near Vicksburg, Mississippi
7 3/4 x 6 1/4, imprinted form, filled out in ink.
List of Quartermaster's property transferred to Lieut. P.F. Elliott, A.R.Q.M., 11th Illinois Cavalry, at near Vicksburg, Miss., by Lieut. H.M. Cornell, Co. H, 11th Illinois Cavalry, on the 16th November 1863. 3 three Horses, unserviceable.
I Certify, that I have transferred to Lieut. P.F. Elliott, A.R.Q.M., 11th Illinois Cavalry, the articles specified in the foregoing list. H.M. Cornell, 1st Lt., Comd. Co. H.
Light age toning and wear. Very fine.
Henry M. Cornell, enlisted on November 8, 1861, as 1st sergeant, and was mustered into Co. H, 11th Illinois Cavalry. He was promoted to 1st lieutenant, on July 3, 1862, and resigned on February 29, 1864.
The 11th Illinois Cavalry regiment's first experience under fire was when the fighting commenced at the battle of Shiloh on April 6, 1862, and early on the morning of that day it lost several men in killed and wounded. During the second day of the battle it met with severe loss in killed and wounded. It then operated in Tennessee and North Mississippi; was in the fight at Bolivar, Tenn.; met with a severe loss in a fight at Davis' Bridge on the Hatchie river; and was also in the 3 days' fight at Corinth and Iuka in October. During the winter of 1862-63 it was stationed at Jackson, Tenn., and met Forrest's advance at Lexington on Dec. 18, the loss in killed and wounded being heavy and about 100 men were taken prisoners. The captured officers and men were paroled by Gen. Forrest the next day. The remainder of the regiment was in the fights at Jackson, Humboldt and Parker's Crossroads, and followed Forrest to the Tennessee River at Clifton. It moved from Jackson to Grand Junction, Tenn., and was stationed along the Memphis & Charleston Railroad, making numerous raids into the country south, and again met with severe loss in killed wounded and prisoners at Hudsonville, Miss., in an engagement with Gen. Chalmers' cavalry. In October, it took part in the expedition under Gen. McPherson to Canton, Miss., and had several skirmishes with the Confederates on the Big Black River. Most of the regiment re-enlisted for three years and were mustered in as veterans at Vicksburg, Miss. Dec. 20. They left Vicksburg about the last of March, 1864, for home on a veteran furlough of 30 days and again returned to Vicksburg where the regiment was engaged in scouting through the spring and summer, destroying the railroad track north of Jackson for a long distance, and burning all bridges of any size. It was in the fight at Yazoo City in July, where it cooperated with Elliott's marine brigade to relieve Col. Coats with the 11th Ill. infantry, who was besieged in that city by the Confederates under Gen. Wirt Adams. The regiment was engaged in a fight at Woodville, La., in which a battery of 6 guns and about 100 prisoners were captured. During the following winter it was absent in Arkansas on one trip of 20 days; on returning took part in a raid from Memphis in Jan., 1865, by way of Grand Junction south, destroying the railroad; had a sharp fight at Egypt Station, losing several in killed and wounded; then continued south until it reached Vicksburg, returned by boat to Memphis, and moved out along the line of the Memphis & Charleston Railroad between Memphis and Grand Junction, with headquarters at LaGrange, holding this line until ordered to Memphis, where it was mustered out on Sept. 30, 1865. It started on Oct. 2, for Springfield, Ill., where it was paid and discharged about Oct. 20.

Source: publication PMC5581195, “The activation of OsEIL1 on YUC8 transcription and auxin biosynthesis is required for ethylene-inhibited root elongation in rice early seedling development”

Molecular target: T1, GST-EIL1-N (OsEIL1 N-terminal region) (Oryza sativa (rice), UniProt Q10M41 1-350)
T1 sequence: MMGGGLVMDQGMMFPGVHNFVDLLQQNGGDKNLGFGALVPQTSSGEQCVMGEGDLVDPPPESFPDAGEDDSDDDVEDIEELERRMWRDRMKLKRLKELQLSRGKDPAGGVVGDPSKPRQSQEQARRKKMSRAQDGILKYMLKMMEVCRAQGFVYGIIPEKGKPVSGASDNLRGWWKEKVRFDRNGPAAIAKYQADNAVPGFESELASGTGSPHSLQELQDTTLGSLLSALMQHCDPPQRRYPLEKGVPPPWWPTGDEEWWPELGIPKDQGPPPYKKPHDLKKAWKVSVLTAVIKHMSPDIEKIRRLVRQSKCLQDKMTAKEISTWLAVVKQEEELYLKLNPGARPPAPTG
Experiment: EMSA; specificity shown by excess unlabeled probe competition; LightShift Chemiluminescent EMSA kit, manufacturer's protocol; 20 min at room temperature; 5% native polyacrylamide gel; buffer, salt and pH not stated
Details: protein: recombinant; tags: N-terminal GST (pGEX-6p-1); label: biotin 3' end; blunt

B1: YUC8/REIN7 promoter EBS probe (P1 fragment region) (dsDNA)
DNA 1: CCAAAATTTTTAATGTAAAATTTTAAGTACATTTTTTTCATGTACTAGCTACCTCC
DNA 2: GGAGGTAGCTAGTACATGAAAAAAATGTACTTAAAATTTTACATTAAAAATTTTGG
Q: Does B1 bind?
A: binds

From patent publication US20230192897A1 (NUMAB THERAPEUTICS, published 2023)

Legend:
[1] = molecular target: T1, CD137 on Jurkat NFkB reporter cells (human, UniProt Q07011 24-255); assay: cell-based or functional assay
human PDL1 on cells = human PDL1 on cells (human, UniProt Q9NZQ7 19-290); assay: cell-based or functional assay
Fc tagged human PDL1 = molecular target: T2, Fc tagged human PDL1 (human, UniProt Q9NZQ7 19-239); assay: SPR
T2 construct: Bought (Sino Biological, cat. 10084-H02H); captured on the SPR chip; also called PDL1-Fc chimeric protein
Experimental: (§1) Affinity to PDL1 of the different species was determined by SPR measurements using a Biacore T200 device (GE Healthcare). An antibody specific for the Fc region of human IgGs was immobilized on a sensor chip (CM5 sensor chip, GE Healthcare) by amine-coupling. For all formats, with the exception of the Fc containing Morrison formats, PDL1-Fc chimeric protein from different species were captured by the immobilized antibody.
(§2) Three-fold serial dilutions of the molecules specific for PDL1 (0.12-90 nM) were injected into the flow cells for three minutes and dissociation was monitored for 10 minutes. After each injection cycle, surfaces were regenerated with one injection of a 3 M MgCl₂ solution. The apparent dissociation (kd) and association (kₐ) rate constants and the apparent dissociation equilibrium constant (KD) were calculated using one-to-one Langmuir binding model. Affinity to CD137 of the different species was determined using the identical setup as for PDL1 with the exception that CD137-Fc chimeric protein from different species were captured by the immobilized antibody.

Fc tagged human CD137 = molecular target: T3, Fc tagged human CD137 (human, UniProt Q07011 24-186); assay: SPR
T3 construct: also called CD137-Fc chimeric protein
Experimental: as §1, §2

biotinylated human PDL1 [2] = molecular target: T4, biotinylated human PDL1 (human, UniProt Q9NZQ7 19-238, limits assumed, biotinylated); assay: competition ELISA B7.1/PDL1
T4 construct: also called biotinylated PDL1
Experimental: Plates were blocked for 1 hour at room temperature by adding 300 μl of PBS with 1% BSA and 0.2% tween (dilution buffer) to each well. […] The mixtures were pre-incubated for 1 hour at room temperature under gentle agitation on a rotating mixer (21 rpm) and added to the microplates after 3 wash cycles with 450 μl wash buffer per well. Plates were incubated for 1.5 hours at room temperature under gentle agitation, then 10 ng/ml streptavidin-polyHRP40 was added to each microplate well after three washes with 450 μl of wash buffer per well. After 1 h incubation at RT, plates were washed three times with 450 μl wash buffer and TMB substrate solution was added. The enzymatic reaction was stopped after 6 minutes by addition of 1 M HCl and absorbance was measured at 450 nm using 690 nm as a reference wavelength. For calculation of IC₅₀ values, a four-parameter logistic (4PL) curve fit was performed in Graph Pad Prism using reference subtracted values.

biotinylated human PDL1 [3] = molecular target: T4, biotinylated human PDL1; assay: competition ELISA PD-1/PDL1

Source: The Union Army, Vol. 3